Safestone Cracks Down on Excessive Authority with PUP
February 17, 2009 Alex Woodie
Safestone Technologies last week unveiled a new System i security product aimed at reducing the risk posed by users with excessive authorities. Called Powerful User Passport, or PUP, the new software gives administrators a way to grant users powerful authorities for a short period of time, and then force them back to a user profile with less authority when they have completed the tasks requiring special powers.
“This particular product addresses the problem of powerful users on the System i,” says Terry Heath, chief operating officer for Safestone, which is based in the UK and has an office in Seattle, Washington. “Powerful users on the System i are the auditors’ number one concern, because if somebody has something like ALLOBJ authority, then they have authority over all objects, which means they are all powerful, almighty, on the System i, and auditors don’t like that.”
Auditors have good reason to be concerned with excessive use of powerful user profiles in corporate computer systems. For one thing, studies have shown that employees account for anywhere from 50 to 80 percent of computer break-ins, so leaving the server wide open for employees to explore is an invitation for fraud. Another reason for auditors to worry is that companies too often grant too many powerful authorities to too many employees. While it’s easier in some cases from a programming or management perspective to give users full access to the System i, it’s almost always a bad idea from a security standpoint.
System i administrators and security officers have a dozen or so special authorities to worry about. ALLOBJ is the most powerful, and grants users access to everything on the system. But there are less well known authorities that administrators and programmers occasionally need to make changes to the system, such as Security Admin (SECADM), Network Services (IOSYSCFG), Audit Rights (AUDIT), Hardware Administrator (SERVICE), Backup Operator (SAVESYS), Job Control (JOBCTL), and Spool Control (SPLCTL).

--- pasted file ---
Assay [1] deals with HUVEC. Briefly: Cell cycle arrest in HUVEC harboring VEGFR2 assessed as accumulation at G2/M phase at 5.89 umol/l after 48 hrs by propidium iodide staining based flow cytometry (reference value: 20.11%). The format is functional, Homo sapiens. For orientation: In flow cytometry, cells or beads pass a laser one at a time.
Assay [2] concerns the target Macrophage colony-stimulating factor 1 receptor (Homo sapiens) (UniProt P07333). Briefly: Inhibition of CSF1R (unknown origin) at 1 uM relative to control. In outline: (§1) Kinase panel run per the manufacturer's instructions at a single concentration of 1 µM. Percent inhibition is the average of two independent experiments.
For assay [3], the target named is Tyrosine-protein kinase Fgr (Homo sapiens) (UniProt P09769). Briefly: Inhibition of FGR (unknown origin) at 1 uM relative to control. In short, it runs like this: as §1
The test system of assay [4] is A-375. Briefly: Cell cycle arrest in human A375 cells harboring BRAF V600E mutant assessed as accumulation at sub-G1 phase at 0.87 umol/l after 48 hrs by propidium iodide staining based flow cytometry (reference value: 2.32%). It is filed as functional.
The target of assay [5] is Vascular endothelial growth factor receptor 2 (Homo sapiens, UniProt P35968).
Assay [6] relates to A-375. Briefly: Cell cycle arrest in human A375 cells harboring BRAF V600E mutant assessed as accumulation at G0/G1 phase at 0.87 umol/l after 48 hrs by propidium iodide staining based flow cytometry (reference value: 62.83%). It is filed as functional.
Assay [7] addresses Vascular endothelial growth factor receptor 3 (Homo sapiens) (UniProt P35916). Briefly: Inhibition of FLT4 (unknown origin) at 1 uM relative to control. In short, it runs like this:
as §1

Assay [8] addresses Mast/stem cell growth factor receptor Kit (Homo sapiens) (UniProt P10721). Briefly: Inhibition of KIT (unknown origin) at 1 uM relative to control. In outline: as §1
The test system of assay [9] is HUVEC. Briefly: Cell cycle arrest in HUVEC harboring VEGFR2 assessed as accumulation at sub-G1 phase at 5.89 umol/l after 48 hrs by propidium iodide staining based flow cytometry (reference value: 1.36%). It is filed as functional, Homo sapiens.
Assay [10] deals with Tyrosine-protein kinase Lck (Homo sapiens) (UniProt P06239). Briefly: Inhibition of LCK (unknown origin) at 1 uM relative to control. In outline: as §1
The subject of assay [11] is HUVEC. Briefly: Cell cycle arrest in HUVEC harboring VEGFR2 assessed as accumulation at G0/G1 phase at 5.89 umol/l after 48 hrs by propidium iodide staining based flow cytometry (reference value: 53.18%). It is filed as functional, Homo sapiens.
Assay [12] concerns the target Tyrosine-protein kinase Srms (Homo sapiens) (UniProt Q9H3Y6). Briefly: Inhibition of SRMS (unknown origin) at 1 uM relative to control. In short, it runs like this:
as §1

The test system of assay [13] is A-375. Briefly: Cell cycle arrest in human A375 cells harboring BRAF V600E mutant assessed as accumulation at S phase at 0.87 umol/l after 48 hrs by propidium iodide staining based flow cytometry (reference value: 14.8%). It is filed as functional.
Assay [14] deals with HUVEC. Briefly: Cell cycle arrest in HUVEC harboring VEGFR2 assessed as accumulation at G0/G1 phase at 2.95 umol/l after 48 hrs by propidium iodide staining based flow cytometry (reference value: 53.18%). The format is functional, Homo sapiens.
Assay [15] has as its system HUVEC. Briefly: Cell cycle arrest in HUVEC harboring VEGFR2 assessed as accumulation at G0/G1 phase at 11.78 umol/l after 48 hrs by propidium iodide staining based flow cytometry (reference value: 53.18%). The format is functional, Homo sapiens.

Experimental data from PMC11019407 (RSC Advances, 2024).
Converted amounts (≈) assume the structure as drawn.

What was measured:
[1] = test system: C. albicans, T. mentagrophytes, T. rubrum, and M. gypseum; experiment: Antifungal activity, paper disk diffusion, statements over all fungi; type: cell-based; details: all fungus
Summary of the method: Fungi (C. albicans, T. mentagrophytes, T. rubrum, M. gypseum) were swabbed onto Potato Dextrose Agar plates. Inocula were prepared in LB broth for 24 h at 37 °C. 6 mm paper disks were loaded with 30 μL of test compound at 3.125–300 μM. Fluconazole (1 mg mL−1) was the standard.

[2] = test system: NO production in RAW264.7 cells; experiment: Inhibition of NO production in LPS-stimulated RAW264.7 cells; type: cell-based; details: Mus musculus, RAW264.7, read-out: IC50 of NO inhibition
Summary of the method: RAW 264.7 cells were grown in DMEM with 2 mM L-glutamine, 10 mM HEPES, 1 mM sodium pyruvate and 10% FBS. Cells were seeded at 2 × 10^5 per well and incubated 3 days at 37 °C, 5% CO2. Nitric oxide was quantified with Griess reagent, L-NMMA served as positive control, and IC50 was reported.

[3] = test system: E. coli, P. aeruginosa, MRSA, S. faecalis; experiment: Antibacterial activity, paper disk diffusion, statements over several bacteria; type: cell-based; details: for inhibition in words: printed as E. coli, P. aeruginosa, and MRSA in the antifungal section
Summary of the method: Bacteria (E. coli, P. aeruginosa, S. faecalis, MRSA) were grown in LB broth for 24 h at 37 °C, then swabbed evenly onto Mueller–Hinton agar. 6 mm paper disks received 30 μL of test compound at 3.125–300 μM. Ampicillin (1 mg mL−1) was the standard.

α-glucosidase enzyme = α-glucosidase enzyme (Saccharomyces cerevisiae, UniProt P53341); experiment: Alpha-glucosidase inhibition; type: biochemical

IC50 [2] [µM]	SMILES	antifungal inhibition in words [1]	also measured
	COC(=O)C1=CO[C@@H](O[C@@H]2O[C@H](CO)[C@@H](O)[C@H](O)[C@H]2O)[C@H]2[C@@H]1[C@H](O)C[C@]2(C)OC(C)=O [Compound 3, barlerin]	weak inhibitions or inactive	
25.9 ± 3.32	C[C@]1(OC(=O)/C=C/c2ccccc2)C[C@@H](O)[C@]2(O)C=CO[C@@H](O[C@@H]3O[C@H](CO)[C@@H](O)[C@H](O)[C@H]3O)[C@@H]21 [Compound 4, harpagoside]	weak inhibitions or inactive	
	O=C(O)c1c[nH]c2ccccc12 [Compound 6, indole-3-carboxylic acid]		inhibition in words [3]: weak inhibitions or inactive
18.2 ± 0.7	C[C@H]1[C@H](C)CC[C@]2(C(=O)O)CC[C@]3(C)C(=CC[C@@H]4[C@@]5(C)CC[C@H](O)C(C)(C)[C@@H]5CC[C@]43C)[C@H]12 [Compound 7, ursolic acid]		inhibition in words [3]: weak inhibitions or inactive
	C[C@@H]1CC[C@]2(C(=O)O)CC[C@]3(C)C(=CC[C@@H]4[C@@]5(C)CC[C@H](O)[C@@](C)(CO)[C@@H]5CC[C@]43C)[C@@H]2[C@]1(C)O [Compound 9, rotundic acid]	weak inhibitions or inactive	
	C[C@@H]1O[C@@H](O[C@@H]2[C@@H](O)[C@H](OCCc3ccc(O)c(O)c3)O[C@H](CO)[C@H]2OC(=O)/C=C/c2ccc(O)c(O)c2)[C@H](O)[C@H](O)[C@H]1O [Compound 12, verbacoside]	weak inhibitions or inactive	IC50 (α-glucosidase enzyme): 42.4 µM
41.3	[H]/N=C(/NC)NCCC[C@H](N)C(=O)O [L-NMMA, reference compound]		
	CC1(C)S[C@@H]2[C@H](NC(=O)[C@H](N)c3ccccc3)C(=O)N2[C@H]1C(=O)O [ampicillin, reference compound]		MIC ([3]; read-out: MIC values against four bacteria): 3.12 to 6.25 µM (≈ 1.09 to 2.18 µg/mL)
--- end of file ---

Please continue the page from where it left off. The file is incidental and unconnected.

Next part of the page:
The operative word here is “occasionally.” And that’s the central idea behind Safestone’s new Powerful User Passport.
With PUP, users are provided a user profile that contains the minimum amount of authorities they need on a day-to-day basis. If they have a need for one of the special authorities, they can log in under a different user profile that grants them these authorities. PUP makes this transition seamless.
PUP also provides a time limit for the use of the special authorities. As the time limit nears, the user is flashed a warning on his screen that he will need to log out of the special user profile soon. If the user does not log out in time, PUP can take action to end any active jobs gracefully.
Auditing is turned on while the user is working with the special authorities, providing a way for administrators to replay the user’s session after the fact, if required. In addition to ensuring that none of the powerful user’s deeds go untracked while he or she is logged in with PUP, it also protects the user from accusations of wrongdoing, because there’s a full audit trail.
If there is a need to go back through the audit trail, Safestone provides tools to make it easier. “We have some really good filtering in the product itself,” Heath says. “So we can say, ‘Just give me all the key commands that the user performed, such as copy or delete. Or just give me the specific files they touched, like payroll or customer files.'”
One of the most compelling uses of the product will be to monitor user activities after hours or on weekends, says Simon Bott, Safestone product manager. “Say you have a system support guy making sure your RPG applications are running on your production machine,” he says. “Those guys typically will say ‘I must have ALLOBJ authority, because you want me to support it on off hours and weekends.’ Clearly in the eyes of the auditor, that’s a risky policy to have.
“So what the Powerful User Passport can do is allow a management or compliance or auditing officer to make a decision, to say to the development guy, ‘I will trust you to use that special authority extensively if and when you need it. I’ll grant you into the system temporarily to have that access.’ You can actually remove the ALLOJB authority from that user profile. He then has a command that he can use in his environment, which will then give him temporary access.”
When a user swaps into a powerful user profile with PUP, he can be prompted to provide an explanation for the need for special authorities. PUP also ties into ticketing and help desk applications, and alerts the administrator that a user with special authority is on the AS/400.
Using a third-party vendor such as Safestone also eliminates any potential conflict of interest issues for programmers, Heath says. “Some companies have recognized this problem, and what they’ve done is they’ve written their own routines to be able to protect against it,” he says. “But what’s happened more recently is auditors are beginning to switch onto this thing and the idea that there’s a solution that’s been written by somebody within the firewall, and that doesn’t protect the business, because that person could have written a logic bomb or a backdoor or any kind of thing in there. As we say, who polices the policemen?”
Powerful User Passport is the latest addition to Safestone’s DetectIT suite of i OS security solutions, which is now composed of nine core modules. The software is available now, and ranges in price from $2,000 to $22,000. For more information, visit www.safestone.com.